A team from Skobeltsyn Institute of Nuclear Physics (MSU) together with their colleagues developed a magnetic waveguide able to sort neutrons with different spins and storethem different layers. The results of the study may help in study of electronic devices based on not charge of electrons but on their quantum state. The article was published in Physical Review B journal.
Waveguides are quite a broad class of objects utilized in many spheres of life, from telecom (optic wave guides) to medicine (a stethoscope is a sound wave guide). The principle of wave guides operation is based on locking a wave between two reflective walls. The same principle of concentration of radiation in a narrow space is used to "lock in" neutrons.
(a) Standard swaveguide structure consisting of reflective layers A and C and transparent layer B between them. (b,c) Magnetic waveguide structure consisting of three layers A, B (magnetic) and C on a substrate D. The red line shows the reflecting ability of the layers. The black line shows depth distribution of neutron density. Spin-up neutrons are trapped into the layer C, and spin-down neutrons into layer B
Credit: Yury Khaydukov
To make a neutron waveguide one needs to place (almost) transparent for neutrons layer between two reflective layers. Created thus neutron well allows to trap neutrons in the central layer (Fig. 1a). Neutron waveguides are also called resonators because the density of neutrons in the transparent layer is amplified resonantly (just like the sound in an empty room). Such resonant amplification may be used in many areas, from fundamental nuclear physics studies to exotic spheres of application (like nano-reactors).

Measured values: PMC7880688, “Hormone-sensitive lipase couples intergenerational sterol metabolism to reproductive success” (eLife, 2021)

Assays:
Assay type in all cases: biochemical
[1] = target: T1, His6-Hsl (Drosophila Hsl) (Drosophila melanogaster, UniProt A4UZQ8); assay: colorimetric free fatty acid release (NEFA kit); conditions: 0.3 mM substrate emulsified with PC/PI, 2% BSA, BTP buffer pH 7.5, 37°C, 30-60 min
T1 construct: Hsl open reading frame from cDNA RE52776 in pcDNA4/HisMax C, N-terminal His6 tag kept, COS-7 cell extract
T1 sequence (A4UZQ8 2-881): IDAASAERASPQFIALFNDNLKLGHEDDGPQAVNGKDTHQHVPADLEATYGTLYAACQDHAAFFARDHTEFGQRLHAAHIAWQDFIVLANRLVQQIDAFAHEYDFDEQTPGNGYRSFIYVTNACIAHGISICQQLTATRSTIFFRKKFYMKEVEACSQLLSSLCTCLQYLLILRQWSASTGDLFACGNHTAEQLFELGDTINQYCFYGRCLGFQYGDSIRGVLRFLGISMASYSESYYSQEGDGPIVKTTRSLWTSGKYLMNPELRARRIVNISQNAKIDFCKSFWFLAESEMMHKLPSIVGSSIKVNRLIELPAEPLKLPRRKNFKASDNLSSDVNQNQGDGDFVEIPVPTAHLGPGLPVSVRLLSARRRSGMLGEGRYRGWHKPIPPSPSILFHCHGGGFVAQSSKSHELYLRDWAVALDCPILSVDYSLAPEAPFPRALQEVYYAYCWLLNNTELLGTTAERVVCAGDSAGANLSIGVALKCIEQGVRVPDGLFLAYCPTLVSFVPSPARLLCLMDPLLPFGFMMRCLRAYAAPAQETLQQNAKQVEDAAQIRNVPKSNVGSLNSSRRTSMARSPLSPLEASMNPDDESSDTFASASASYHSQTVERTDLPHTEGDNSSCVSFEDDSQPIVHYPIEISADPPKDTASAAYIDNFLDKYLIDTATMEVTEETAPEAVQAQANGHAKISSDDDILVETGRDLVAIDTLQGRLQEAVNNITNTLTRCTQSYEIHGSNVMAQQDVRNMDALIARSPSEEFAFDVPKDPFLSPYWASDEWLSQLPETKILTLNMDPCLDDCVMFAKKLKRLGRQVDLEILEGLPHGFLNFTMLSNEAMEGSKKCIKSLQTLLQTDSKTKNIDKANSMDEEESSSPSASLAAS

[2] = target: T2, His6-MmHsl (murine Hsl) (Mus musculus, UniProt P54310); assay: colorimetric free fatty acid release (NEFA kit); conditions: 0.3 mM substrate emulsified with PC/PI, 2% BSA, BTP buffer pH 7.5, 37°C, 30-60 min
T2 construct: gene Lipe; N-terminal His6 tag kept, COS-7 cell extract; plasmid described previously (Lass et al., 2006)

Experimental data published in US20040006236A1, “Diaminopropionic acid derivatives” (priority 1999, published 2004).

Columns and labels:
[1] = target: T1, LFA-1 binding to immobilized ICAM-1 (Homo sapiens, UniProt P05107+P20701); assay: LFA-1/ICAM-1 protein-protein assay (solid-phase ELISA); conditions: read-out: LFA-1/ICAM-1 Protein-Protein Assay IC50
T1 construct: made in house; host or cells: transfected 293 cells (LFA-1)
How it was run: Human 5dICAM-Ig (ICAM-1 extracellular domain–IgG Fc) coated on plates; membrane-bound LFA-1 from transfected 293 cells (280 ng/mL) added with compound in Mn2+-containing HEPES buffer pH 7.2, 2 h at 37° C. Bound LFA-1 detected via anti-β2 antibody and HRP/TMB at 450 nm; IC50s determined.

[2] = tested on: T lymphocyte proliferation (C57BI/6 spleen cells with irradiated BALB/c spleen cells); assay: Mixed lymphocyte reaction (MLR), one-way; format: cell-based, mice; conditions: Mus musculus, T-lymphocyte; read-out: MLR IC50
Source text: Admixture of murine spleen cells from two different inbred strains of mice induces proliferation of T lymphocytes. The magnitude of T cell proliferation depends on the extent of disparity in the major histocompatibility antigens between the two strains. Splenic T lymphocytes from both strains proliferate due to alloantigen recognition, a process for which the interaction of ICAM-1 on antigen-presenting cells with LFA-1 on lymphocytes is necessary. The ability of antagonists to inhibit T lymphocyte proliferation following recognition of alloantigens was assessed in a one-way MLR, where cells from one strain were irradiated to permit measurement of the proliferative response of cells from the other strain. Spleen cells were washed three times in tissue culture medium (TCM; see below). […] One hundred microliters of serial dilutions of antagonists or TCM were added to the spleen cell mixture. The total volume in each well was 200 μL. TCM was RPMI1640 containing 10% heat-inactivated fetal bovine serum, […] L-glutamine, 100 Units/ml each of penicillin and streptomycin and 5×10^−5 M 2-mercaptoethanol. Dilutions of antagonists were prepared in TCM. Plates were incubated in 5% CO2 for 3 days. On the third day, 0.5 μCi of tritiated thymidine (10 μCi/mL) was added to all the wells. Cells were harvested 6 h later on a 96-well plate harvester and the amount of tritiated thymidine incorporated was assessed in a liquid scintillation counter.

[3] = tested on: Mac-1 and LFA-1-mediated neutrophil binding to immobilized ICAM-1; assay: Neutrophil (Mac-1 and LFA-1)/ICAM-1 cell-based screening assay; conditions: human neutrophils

A group of researchers has recently proposedto use as reflecting walls magnetic field rather than substance. The point is that neutrons,like electrons, have their magnetic moment called spin. Due to this magnetic moment neutrons can be reflected from magnetic field, just like light quanta are reflected in the optic fiber.
Moreover, the reflecting ability depends on a neutron's spin: for spin-up particles it is higher than for the spin-down ones. Based on this effect the team has developed a waveguide based on a magnetic reflection. To do this, three layers with similar scattering ability were deposited on a neutron-impenetrable substrate.
The second layer from the top has magnetic moment increasing thusits reflecting ability for spin-up neutrons and reducing it for the spin-down ones. Thus, for different neutrons transparent layers are also different: spin-down particlesare locked in the magnetic layer, and spin-up neutrons - in the non-magnetic one.
"Besides the childish excitement that we've managed to sort and lock neutrons with different spins- we plan to utilize this effect for the research in the field of spintronics, including its new branches as oxide and superconducting," said Dr. Yury Khaydukov, scientific associate of Skobeltsyn Institute of Nuclear Physics (MSU).
Neutron beams for such studies are obtained at research reactors and accelerators. A world class reactor in Russia is e.g. located in Dubna, Moscow Region. A launch of another powerful reactor PIK in Gatchina (Leningrad Region) is scheduled for 2019. This study was conducted at the Munich research reactor in collaboration with scientists from Max Planck Institute for Solid State Research (Germany), Kotelnikov Institute of Radiophysics and Electronics of the Russian Academy of Sciences (Russsia), and Chalmers University of Technology (Sweden).